AFL-CIO Label Is Most Ticklish of Issues For NEA Members Deciding Union's Future
To the millions of employees whose unions are its members, the AFL-CIO is the pre-eminent crusader for the American worker. But to many teachers, the group represents a blue-collar--and sometimes corrupt--style of labor organization that is incompatible with the aims of professionals.
Such competing views will shape much of the debate as the National Education Association decides whether to merge with the American Federation of Teachers at the NEA's annual meeting, which gets under way next week.
Despite attempts by NEA leaders to separate what they see as the myth from the reality of the AFL-CIO in recent months, many of the teachers' union's 2.3 million members show persistent discomfort at forming new ties to the core of the American labor movement. Affiliation with the AFL-CIO has been a major bone of contention in many of the states where NEA affiliates have recently voted to recommend against a merger--as it was at the national level until recently.
"Some people have got in their minds the old image of labor--the kind of [James R.] Hoffa and corruption image--and they just don't want to be associated with that," said Wayne Johnson, the vice president of the California Teachers Association and a supporter of the proposed merger. "It is an issue, and it is going to cost the merger agreement a lot of votes at the [NEA's annual meeting] this summer."
Anticipating such hesitancy, the drafters of the "principles of unity," which union delegates will vote on next month, were careful not to force state and local affiliates to become members of the state labor federations and central labor councils that make up the AFL-CIO's regional bodies. But they also made it clear that the "goal will be full affiliation with the AFL-CIO at every level."
Although a merged AFT and NEA would comprise more than 3 million members, it would initially join the AFL-CIO at the national level based on 1.4 million members--just enough to make the educators the biggest single bloc in the labor federation. With per-capita dues of about $5.40, the combined teachers' organization at first would pay some $7 million annually to the AFL-CIO, although about half of that is already paid by the 980,000-member AFT, which has long been a member.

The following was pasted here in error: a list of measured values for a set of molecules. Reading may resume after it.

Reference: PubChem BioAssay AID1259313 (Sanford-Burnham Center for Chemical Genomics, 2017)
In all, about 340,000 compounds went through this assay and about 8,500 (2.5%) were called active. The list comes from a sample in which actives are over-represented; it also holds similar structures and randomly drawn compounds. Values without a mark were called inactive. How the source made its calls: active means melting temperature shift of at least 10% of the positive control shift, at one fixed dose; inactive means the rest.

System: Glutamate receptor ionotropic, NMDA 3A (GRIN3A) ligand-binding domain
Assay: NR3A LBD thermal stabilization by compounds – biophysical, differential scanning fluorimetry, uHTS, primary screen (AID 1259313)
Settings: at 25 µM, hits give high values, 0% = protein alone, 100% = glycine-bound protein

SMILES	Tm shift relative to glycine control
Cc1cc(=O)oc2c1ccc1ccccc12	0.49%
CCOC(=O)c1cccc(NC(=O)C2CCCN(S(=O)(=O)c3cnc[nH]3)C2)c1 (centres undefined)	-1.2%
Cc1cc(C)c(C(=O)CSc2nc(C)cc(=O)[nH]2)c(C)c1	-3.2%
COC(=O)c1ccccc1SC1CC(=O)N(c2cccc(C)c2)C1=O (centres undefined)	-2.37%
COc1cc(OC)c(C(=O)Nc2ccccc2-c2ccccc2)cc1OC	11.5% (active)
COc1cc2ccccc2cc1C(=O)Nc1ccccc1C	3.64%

If state or local affiliates of the merged union sought ties to an AFL-CIO labor council or state federation, they would also pay per-capita dues, which vary by region. According to the principles of unity, locals could join AFL-CIO organizations regardless of what their state affiliates decided to do.
"Will we try to educate state and local affiliates about the AFL-CIO as things go on? The answer is yes," NEA President Bob Chase said at a recent news briefing. "Will we pressure them to become part of it? The answer is no."
Despite the dues that unions pay to the organization, the AFL-CIO does not dictate policy to its members, labor experts say. The International Brotherhood of Teamsters, for example, endorsed Republican presidential candidate George Bush in 1988 even when the labor federation supported Democrat Michael Dukakis.
"The AFL-CIO is truly a loose federation, despite the public image," said Charles B. Craver, a law professor at George Washington University in Washington and the author of Can Unions Survive? "I think the AFL-CIO, in terms of the actual power over its constituent unions, has almost zero."